This viral video of Steve Irwin sharing his love of being a father is just too beautiful.

Steve Irwin was a genuine gem of a human being.

The Australian crocodile hunter/rescuer's passion for nature, his relentless positivity, and his zest for life inspired millions around the world when he was alive. His unexpected death in 2006, when a sting ray stung him in the chest, was a blow to us all, but his legacy has lived on through his wife, Terri, and their two children, Bindi and Robert.

The kids were young at the time of Irwin's passing (Bindi was 8 and Robert was 2), but as young adults, they've picked up his naturist baton and run with it. Now 20 and 14, they are both heavily involved in animal advocacy and education, sharing their father's enthusiasm for learning about the world's creatures with audiences around the globe. Bindi also works as a wildlife conservationist with the Australian Zoo.


If you enjoyed Steve Irwin's love for animals, wait until you see his face the first time he sees his daughter.  

Bindi recently shared a short video on her Facebook page, and you may want to grab a tissue before you watch it. For all the joy that Steve Irwin exuded when he talked about animals, nothing compares to the emotion he shares when he talks about becoming a father.

In the 2003 interview, Irwin starts off saying that he'd never wanted to be a dad. "I couldn't really give a rip," he said. But as soon as Bindi was born, he became "the proudest father." He said he carried a photo of her when he went out into the field, and if he looked at it too long, he'd start crying.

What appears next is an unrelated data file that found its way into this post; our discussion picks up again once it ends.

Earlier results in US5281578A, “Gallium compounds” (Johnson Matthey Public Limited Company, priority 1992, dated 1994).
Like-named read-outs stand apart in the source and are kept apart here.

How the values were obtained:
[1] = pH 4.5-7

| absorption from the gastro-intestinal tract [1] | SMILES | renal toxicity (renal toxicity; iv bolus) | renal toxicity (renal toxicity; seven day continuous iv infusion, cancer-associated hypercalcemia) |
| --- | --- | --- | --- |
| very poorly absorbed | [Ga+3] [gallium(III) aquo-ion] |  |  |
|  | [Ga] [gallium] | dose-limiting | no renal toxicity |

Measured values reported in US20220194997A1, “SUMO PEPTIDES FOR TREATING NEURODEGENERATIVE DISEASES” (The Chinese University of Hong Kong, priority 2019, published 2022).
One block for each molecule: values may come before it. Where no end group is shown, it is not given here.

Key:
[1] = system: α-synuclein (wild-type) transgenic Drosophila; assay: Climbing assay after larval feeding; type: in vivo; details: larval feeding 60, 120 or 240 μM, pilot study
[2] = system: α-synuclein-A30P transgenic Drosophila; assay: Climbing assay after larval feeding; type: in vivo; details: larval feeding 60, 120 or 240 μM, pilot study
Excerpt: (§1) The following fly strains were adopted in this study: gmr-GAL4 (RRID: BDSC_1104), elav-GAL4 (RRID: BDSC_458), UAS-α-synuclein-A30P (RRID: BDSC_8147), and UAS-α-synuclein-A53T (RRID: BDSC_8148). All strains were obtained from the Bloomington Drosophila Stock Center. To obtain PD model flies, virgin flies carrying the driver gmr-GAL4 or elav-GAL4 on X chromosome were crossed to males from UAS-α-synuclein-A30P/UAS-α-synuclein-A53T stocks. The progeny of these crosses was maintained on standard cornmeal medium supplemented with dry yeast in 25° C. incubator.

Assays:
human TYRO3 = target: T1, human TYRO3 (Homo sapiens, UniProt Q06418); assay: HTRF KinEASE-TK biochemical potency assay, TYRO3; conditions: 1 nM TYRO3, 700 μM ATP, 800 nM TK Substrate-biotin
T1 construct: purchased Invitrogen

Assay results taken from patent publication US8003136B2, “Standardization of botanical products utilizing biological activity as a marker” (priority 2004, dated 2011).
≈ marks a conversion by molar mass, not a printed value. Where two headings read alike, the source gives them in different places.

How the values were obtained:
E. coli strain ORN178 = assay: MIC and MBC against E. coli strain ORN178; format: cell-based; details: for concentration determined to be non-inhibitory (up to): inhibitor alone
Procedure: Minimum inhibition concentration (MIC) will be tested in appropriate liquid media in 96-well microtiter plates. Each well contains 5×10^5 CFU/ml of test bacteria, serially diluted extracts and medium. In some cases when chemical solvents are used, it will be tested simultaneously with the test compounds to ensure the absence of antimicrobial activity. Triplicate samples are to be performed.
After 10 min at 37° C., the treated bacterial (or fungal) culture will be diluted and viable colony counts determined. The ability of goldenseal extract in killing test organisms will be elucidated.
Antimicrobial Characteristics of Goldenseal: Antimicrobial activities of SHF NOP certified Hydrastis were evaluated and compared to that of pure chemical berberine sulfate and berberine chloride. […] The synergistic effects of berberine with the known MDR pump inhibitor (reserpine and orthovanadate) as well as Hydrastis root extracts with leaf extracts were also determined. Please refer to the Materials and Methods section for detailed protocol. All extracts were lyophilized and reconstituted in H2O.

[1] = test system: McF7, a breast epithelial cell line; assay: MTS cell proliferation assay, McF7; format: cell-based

"Who would have thought someone as ugly as me could bring into the world something so beautiful," he said, "such a treasure."

The look on his face when he sees his baby girl for the first time—that look of wonder, excitement, and awe—says it all. Nothing compares to that feeling when you're a parent. Nothing.

Bindi says the moment captured in the video "made my whole life."

The video includes footage of Bindi as a baby and as a tiny little girl following in her father's footsteps. At one point, she insists that she's going to run the zoo someday. If only she knew how prophetic she was.

"Every time I watch this clip my heart overflows with emotion," Bindi wrote in the video caption. "The people that we love are always with us. Love lives on no matter what and I think that is the most beautiful thing about our existence.💛🙏🏼 Thank you, Dad, this moment captured on camera made my whole life. I love you so much."

Thank you, Bindi, for sharing this sweet, personal part of your and your dad's story with us, and for reminding us how wonderful a man he really was.

Every time I watch this clip my heart overflows with emotion. The people that we love are always with us. Love lives on...

Posted by Bindi Irwin on Thursday, March 28, 2019
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In 1945, the world had just endured the bloodiest war in history. World leaders were determined to not repeat the mistakes of the past. They wanted to build a better future, one free from the "scourge of war" so they signed the UN Charter — creating a global organization of nations that could deter and repel aggressors, mediate conflicts and broker armistices, and ensure collective progress.

Over the following 75 years, the UN played an essential role in preventing, mitigating or resolving conflicts all over the world. It faced new challenges and new threats — including the spread of nuclear weapons and other weapons of mass destruction, a Cold War and brutal civil wars, transnational terrorism and genocides. Today, the UN faces new tensions: shifting and more hostile geopolitics, digital weaponization, a global pandemic, and more.

This slideshow shows how the UN has worked to build peace and security around the world:

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Malians wait in line at a free clinic run by the UN Multidimensional Integrated Mission in Mali in 2014. Over their 75 year history, UN peacekeepers have deployed around the world in military and nonmilitary roles as they work towards human security and peace. Here's a look back at their history.

Photo credit: UN Photo/Marco Dormino

Maria Oswalt /Unsplash (left), Wikimedia Commons (right)

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